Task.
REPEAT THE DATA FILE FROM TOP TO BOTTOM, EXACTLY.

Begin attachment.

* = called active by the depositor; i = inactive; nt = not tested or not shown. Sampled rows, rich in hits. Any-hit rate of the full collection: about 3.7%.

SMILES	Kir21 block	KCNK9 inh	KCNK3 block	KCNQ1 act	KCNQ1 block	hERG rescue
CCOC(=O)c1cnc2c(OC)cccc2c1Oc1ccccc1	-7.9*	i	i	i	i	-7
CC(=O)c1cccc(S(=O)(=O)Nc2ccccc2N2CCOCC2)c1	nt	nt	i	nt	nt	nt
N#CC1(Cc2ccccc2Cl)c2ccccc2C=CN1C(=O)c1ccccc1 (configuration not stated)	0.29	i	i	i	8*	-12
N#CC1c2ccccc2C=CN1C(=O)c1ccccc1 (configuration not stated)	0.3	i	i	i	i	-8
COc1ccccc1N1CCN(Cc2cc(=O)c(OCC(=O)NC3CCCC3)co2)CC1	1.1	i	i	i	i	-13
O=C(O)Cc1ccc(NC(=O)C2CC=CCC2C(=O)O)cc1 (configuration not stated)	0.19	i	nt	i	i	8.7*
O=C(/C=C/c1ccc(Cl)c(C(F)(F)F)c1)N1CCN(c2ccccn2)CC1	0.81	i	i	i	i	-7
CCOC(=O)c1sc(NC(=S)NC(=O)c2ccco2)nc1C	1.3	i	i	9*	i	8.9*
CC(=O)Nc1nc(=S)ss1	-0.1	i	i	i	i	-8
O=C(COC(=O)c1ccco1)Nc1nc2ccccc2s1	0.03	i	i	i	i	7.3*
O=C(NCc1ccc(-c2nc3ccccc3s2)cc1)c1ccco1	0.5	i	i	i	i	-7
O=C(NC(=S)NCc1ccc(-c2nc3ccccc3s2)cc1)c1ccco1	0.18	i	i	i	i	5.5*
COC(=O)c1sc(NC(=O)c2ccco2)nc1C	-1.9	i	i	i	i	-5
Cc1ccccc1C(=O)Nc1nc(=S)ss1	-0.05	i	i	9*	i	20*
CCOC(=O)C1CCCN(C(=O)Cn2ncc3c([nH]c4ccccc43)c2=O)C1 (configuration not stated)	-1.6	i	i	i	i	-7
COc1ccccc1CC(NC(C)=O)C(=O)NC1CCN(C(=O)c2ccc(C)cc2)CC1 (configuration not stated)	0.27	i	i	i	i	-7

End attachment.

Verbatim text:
* = called active by the depositor; i = inactive; nt = not tested or not shown. Sampled rows, rich in hits. Any-hit rate of the full collection: about 3.7%.

SMILES	Kir21 block	KCNK9 inh	KCNK3 block	KCNQ1 act	KCNQ1 block	hERG rescue
CCOC(=O)c1cnc2c(OC)cccc2c1Oc1ccccc1	-7.9*	i	i	i	i	-7
CC(=O)c1cccc(S(=O)(=O)Nc2ccccc2N2CCOCC2)c1	nt	nt	i	nt	nt	nt
N#CC1(Cc2ccccc2Cl)c2ccccc2C=CN1C(=O)c1ccccc1 (configuration not stated)	0.29	i	i	i	8*	-12
N#CC1c2ccccc2C=CN1C(=O)c1ccccc1 (configuration not stated)	0.3	i	i	i	i	-8
COc1ccccc1N1CCN(Cc2cc(=O)c(OCC(=O)NC3CCCC3)co2)CC1	1.1	i	i	i	i	-13
O=C(O)Cc1ccc(NC(=O)C2CC=CCC2C(=O)O)cc1 (configuration not stated)	0.19	i	nt	i	i	8.7*
O=C(/C=C/c1ccc(Cl)c(C(F)(F)F)c1)N1CCN(c2ccccn2)CC1	0.81	i	i	i	i	-7
CCOC(=O)c1sc(NC(=S)NC(=O)c2ccco2)nc1C	1.3	i	i	9*	i	8.9*
CC(=O)Nc1nc(=S)ss1	-0.1	i	i	i	i	-8
O=C(COC(=O)c1ccco1)Nc1nc2ccccc2s1	0.03	i	i	i	i	7.3*
O=C(NCc1ccc(-c2nc3ccccc3s2)cc1)c1ccco1	0.5	i	i	i	i	-7
O=C(NC(=S)NCc1ccc(-c2nc3ccccc3s2)cc1)c1ccco1	0.18	i	i	i	i	5.5*
COC(=O)c1sc(NC(=O)c2ccco2)nc1C	-1.9	i	i	i	i	-5
Cc1ccccc1C(=O)Nc1nc(=S)ss1	-0.05	i	i	9*	i	20*
CCOC(=O)C1CCCN(C(=O)Cn2ncc3c([nH]c4ccccc43)c2=O)C1 (configuration not stated)	-1.6	i	i	i	i	-7
COc1ccccc1CC(NC(C)=O)C(=O)NC1CCN(C(=O)c2ccc(C)cc2)CC1 (configuration not stated)	0.27	i	i	i	i	-7